ESPE Abstracts (2016) 86 P-P1-903

HABP2 as Genetic Susceptibility Factor for Familial Differentiated Thyroid Carcinoma

Rajdee de Randamiea, Gabriel Martosb, César Lumbrerasa, Rita María Regojoc, Marta Mendiolad, Jesús Argenteb & José Carlos Morenoa


aThyroid Molecular Laboratory, Institute for Medical and Molecular Genetics (INGEMM), La Paz University Hospital, Autonomous University of Madrid, Madrid, Spain; bPaediatric Endocrinology, Niño Jesús University Hospital, Madrid, Spain; cAnatomic Pathology Service, La Paz University Hospital, Madrid, Spain; dMolecular Pathology of Cancer and Translational Oncology Laboratory, La Paz University Hospital Research Institute (IdiPAZ), Madrid, Spain


Background: HABP2 is an extra-cellular matrix protein involved in cell proliferation. Recently, HABP2 was proposed as responsible for the familial clustering of Differentiated Thyroid Carcinoma (FDTC). However, its involvement was questioned by subsequent studies revealing high prevalence HAPB2 polymorphisms (SNPs) in the general population, leaving its pathogenic role uncertain.

Objective and hypotheses: To identify genetic HABP2 variants/mutations and investigate their involvement in FDTC.

Patients and methods: HABP2 was sequenced in four index patients with FDTC. Variants identified were investigated in the rest of family members, and segregation analyses performed in affected and healthy individuals. Germline mutations were screened in lymphocyte DNA using PCR amplification and Sanger sequencing. HABP2 SNP prevalence in Spanish population was determined from 178 control alleles. Public SNP databases served to estimate variant prevalence in Caucasian populations. BRAF “hotspot” mutations were studied in the paraffin-embedded tissue from index patient by PCR and Sanger Sequencing.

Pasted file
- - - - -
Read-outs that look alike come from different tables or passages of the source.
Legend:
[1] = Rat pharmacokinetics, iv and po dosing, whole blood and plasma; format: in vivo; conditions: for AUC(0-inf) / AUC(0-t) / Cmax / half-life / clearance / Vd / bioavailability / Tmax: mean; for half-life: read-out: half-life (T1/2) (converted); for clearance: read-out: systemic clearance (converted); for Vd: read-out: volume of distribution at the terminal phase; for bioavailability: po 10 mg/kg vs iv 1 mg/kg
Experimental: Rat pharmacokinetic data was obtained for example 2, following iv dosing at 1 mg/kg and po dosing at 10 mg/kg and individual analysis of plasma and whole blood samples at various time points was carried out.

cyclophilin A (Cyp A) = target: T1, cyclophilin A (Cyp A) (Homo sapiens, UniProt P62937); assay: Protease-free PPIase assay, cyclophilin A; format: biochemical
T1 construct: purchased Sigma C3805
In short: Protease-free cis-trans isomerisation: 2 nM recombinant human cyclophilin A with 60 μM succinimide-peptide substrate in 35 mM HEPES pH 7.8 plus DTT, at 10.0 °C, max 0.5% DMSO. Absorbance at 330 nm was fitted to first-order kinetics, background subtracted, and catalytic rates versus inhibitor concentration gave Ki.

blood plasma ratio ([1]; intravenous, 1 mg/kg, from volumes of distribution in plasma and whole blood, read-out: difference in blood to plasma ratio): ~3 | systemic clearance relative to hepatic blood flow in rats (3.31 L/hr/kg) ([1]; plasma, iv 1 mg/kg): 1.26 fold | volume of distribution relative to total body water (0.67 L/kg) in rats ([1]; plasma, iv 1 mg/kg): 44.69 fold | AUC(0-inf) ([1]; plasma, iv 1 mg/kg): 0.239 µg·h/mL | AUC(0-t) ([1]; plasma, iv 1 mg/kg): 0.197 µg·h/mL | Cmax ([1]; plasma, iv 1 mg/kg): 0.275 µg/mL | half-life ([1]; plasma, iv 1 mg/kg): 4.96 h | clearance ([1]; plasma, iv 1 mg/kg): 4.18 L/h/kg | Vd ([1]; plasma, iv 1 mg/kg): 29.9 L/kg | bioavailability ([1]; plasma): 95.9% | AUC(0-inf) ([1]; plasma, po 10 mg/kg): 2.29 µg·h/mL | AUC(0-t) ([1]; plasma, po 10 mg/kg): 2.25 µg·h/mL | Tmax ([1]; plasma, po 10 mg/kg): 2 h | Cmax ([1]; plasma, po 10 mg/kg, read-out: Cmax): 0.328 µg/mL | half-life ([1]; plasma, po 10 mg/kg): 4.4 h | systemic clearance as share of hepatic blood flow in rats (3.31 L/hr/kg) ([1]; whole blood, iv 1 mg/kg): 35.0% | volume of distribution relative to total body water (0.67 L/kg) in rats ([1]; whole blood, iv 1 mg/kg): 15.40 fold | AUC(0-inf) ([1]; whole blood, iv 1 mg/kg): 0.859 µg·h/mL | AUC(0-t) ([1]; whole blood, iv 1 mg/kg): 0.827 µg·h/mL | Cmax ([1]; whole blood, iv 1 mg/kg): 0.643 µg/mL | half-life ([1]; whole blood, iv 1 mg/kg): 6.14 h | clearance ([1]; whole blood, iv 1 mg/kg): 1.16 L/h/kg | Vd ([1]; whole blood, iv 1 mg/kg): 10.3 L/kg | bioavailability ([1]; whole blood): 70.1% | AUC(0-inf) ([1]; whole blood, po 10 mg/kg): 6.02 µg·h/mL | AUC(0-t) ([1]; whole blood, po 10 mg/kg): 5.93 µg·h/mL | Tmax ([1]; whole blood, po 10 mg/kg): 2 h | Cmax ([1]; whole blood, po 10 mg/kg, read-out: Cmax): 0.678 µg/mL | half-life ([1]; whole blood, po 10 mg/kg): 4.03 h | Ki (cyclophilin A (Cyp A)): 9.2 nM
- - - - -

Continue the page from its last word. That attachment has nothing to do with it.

Results: Two germline heterozygous HABP2 variants (p.Glu393Gln and p.Gly534Glu) in exons 10 and 13, were respectively identified in individuals from 1 family with 2 affected (index patient, mother) and 5 additional healthy members of the kindred. Both variants are present in SNP databases (rs11575688, rs7080536) with Minor Alleles Frequencies (MAF) between 0.82-2.79% and 0.32-1.34%, respectively. In Spanish control alleles, p.Gly534Glu prevalence is 5.1%. However, pathogenicity programs predict they are possibly damaging. 3/7 individuals in the pedigree harboured both variants but their presence does not co-segregate with the phenotype. The index patient presented the most prevalent somatic mutation of BRAF (V600E) in PTC.

Conclusion: HABP2 G534E and E393Q variants are prevalent in the normal Spanish population and they do not co-segregate with the FDTC phenotype. Our findings do not support a relevant role of HAPB2 in the pathogenesis of FDTC. Other germline defects different from HAPB2 must be investigated to explain the familial susceptibility in DTC.

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